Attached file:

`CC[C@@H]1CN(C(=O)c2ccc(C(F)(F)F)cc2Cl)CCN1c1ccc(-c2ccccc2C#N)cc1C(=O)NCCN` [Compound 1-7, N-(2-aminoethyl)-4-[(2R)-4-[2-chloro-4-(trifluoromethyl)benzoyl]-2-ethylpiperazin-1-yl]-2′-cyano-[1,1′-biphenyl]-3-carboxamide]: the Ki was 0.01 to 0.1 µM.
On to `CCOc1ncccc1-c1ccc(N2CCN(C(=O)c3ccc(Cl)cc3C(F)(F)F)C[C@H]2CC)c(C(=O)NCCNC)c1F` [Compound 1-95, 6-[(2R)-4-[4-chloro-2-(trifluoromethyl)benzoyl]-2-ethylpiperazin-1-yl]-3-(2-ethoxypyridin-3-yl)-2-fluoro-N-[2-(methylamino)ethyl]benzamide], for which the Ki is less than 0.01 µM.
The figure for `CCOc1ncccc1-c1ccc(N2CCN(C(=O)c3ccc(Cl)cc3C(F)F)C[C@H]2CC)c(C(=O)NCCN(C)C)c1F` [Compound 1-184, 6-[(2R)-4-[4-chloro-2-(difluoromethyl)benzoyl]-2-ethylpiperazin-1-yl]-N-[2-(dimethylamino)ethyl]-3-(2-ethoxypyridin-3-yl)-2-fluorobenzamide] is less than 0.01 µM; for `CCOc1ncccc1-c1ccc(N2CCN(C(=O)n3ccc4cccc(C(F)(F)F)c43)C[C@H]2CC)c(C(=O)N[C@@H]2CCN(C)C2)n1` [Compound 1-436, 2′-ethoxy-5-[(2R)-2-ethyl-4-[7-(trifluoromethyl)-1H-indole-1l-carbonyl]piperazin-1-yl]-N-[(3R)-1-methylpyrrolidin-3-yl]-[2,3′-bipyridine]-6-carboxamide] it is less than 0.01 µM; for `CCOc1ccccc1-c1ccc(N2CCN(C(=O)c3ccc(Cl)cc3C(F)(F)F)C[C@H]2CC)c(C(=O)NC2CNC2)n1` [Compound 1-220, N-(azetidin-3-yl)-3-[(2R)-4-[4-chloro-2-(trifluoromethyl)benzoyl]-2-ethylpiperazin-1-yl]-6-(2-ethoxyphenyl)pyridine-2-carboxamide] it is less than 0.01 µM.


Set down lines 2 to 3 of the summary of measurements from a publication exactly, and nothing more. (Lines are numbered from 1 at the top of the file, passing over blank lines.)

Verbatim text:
On to `CCOc1ncccc1-c1ccc(N2CCN(C(=O)c3ccc(Cl)cc3C(F)(F)F)C[C@H]2CC)c(C(=O)NCCNC)c1F` [Compound 1-95, 6-[(2R)-4-[4-chloro-2-(trifluoromethyl)benzoyl]-2-ethylpiperazin-1-yl]-3-(2-ethoxypyridin-3-yl)-2-fluoro-N-[2-(methylamino)ethyl]benzamide], for which the Ki is less than 0.01 µM.
The figure for `CCOc1ncccc1-c1ccc(N2CCN(C(=O)c3ccc(Cl)cc3C(F)F)C[C@H]2CC)c(C(=O)NCCN(C)C)c1F` [Compound 1-184, 6-[(2R)-4-[4-chloro-2-(difluoromethyl)benzoyl]-2-ethylpiperazin-1-yl]-N-[2-(dimethylamino)ethyl]-3-(2-ethoxypyridin-3-yl)-2-fluorobenzamide] is less than 0.01 µM; for `CCOc1ncccc1-c1ccc(N2CCN(C(=O)n3ccc4cccc(C(F)(F)F)c43)C[C@H]2CC)c(C(=O)N[C@@H]2CCN(C)C2)n1` [Compound 1-436, 2′-ethoxy-5-[(2R)-2-ethyl-4-[7-(trifluoromethyl)-1H-indole-1l-carbonyl]piperazin-1-yl]-N-[(3R)-1-methylpyrrolidin-3-yl]-[2,3′-bipyridine]-6-carboxamide] it is less than 0.01 µM; for `CCOc1ccccc1-c1ccc(N2CCN(C(=O)c3ccc(Cl)cc3C(F)(F)F)C[C@H]2CC)c(C(=O)NC2CNC2)n1` [Compound 1-220, N-(azetidin-3-yl)-3-[(2R)-4-[4-chloro-2-(trifluoromethyl)benzoyl]-2-ethylpiperazin-1-yl]-6-(2-ethoxyphenyl)pyridine-2-carboxamide] it is less than 0.01 µM.